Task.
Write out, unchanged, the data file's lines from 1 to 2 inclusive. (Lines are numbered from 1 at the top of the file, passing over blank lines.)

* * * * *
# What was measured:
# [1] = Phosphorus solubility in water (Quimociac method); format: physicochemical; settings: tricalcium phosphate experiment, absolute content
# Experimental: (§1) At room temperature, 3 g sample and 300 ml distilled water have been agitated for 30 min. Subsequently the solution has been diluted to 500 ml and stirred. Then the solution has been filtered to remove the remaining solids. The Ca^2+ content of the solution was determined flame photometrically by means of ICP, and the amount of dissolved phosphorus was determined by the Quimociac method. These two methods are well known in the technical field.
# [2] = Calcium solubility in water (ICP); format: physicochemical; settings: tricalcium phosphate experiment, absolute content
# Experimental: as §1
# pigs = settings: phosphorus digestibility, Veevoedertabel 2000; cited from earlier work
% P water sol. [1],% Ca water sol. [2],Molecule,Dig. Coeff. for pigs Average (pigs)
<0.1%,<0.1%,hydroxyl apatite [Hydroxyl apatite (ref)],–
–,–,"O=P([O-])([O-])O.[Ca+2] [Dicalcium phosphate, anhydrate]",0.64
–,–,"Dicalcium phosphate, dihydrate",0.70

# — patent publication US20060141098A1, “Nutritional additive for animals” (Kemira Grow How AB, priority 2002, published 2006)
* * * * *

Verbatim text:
# What was measured:
# [1] = Phosphorus solubility in water (Quimociac method); format: physicochemical; settings: tricalcium phosphate experiment, absolute content